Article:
Since the 2008 petition, EPA has accepted comments on the petition, enforced against companies making antimicrobial claims about nanosilver-containing products, convened a scientific advisory panel, and proposed a policy statement on the subject, but the NGOs maintain that EPA’s actions constitute an “ongoing failure to meaningfully regulate nanotechnology.” The plaintiffs contend that EPA has violated the Administrative Procedure Act by failing to provide a timely response to the 2008 petition.

The case is Center for Food Safety et al v. McCarthy, Case No. 14-cv-2131, in the U.S. District Court for the District of Columbia.

EPA finalizes SNURs, revokes articles exemption for benzidine dyes.

Today, EPA announced the promulgation of a final Significant New Use Rule (SNUR) [PDF] under Toxic Substances Control Act (TSCA) targeting three different chemical types: certain benzidine-based dyes, di-n-pentyl phthalate (DnPP), and alkanes, C12-13, chloro, a short-chain chlorinated paraffin (SCCP). Benzidine-based dyes can be used in textiles, paints, and inks; DnPP in PVC plastics; and alkanes in industrial lubricants. EPA found that all of the affected chemicals can cause health effects including aquatic toxicity, cancer, persistence and bioaccumulation, and reproductive and developmental effects.

Like other SNURs, the rule requires manufacturers (including importers) or processors of the identified substances to notify EPA at least 90 days before beginning any significant new use. Under this SNUR, any new use is considered a significant new use for the benzidine-based dyes and alkanes. For DnPP, EPA has designated “any use other than as a chemical standard for analytical experiments” as a significant new use. For the benzidine-based dyes, EPA is adding nine chemicals to an existing rule regulating benzidine-based chemicals.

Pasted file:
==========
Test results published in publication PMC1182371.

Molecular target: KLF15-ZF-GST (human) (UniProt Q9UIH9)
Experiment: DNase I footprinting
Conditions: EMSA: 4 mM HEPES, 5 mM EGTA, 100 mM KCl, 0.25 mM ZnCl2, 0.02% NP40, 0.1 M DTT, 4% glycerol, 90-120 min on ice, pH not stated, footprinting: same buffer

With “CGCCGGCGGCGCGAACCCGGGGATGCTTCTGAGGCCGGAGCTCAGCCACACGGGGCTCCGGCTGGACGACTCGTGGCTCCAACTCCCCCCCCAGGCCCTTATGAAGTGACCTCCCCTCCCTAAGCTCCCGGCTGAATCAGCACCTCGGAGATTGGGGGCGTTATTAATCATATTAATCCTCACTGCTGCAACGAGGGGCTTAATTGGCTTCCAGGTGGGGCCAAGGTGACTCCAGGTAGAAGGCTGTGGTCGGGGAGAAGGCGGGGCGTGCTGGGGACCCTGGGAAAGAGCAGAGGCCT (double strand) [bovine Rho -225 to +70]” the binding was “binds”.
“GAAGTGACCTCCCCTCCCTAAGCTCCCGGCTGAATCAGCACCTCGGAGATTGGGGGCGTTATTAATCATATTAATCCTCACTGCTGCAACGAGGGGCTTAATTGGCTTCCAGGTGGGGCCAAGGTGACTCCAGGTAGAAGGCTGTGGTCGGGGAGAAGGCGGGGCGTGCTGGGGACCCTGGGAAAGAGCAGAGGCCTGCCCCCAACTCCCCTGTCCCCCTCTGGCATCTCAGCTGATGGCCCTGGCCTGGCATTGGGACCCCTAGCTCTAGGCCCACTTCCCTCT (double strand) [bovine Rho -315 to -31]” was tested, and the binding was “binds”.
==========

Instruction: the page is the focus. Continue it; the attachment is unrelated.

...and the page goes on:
Notably, the SNUR makes inapplicable the usual TSCA exemption for importing or processing chemicals as part of an article, calling it a “loophole.” Thus, 90-day notification will be required of importers or processors of any articles containing benzidine-based chemicals, encompassing both the nine newly-added dyes as well as those first regulated in 1996. The elimination of this articles exemption has been questioned by the chemical industry, and marks a shift in EPA’s policy. In today’s SNUR, the agency notes that it is “concerned that commencement of the manufacture (including import) or processing for any new uses, including resumption of past uses… could significantly increase the magnitude and duration of exposure to humans.”

Today’s rule is not the agency’s only effort at regulating these chemicals; benzidine dyes and SCCPs are both already subject to Action Plans, while other phthalates (not including DnPP), as well as medium-chain and long-chain chlorinated paraffins have been added for assessment under the TSCA Work Plan. SCCPs have been nominated for addition to the Stockholm Convention for Persistent Organic Pollutants, and manufacturing and importing in the U.S. has ceased following EPA enforcement actions in 2012. EPA also notes that its Design for the Environment program has identified safer dye and colorant alternatives on its Safer Chemical Ingredients List.

The SNUR will go into effect 60 days after its publication in the Federal Register, which will likely occur in the next week.

EPA finalizes Significant New Use Rules for ethylene glycol ethers.

In today’s Federal Register, the EPA has published a final Significant New Use Rule (SNUR) under the Toxic Substances Control Act (TSCA) for seven ethylene glycol ethers, also known as glymes. Glymes are used as industrial solvents or processing aids, and in some consumer products, such as inks, paints, coatings, adhesives, graffiti removers, and soldering compounds. The seven chemicals affected are:

  • monoethylene glycol dimethyl ether (monoglyme);

  • diethylene glycol dimethyl ether (diglyme);

  • diethylene glycol diethyl ether (ethyldiglyme);

  • triethylene glycol dimethyl ether (triglyme);